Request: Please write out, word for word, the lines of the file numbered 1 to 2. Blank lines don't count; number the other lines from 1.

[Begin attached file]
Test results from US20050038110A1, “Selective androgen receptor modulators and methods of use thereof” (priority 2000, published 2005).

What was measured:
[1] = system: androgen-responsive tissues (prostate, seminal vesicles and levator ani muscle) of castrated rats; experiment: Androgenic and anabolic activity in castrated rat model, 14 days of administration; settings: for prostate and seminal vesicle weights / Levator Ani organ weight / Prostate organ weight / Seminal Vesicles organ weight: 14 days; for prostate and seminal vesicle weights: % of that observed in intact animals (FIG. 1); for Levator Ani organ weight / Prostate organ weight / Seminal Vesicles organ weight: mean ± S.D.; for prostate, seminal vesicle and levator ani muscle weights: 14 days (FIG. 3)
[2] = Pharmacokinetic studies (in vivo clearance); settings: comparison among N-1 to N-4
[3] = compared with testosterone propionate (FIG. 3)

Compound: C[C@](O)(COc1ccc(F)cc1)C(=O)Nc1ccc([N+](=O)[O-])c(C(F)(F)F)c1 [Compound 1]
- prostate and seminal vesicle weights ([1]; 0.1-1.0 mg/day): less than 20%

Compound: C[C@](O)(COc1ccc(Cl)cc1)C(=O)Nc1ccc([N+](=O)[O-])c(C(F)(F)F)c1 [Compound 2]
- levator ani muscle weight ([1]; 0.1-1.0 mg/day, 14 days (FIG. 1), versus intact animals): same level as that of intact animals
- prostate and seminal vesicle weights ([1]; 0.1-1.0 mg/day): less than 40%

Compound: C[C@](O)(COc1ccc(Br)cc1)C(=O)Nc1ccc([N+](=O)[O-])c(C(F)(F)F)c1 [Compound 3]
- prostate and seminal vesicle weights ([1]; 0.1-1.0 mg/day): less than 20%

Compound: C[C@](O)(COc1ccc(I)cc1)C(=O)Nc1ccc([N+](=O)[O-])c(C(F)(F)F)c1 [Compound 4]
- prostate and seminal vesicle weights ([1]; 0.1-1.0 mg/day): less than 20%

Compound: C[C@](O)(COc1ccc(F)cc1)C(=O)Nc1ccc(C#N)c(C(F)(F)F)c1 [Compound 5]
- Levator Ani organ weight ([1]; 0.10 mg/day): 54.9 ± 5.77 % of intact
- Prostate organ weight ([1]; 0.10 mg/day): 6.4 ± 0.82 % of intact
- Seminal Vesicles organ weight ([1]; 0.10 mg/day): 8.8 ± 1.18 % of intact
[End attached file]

Test results from US20050038110A1, “Selective androgen receptor modulators and methods of use thereof” (priority 2000, published 2005).

What was measured: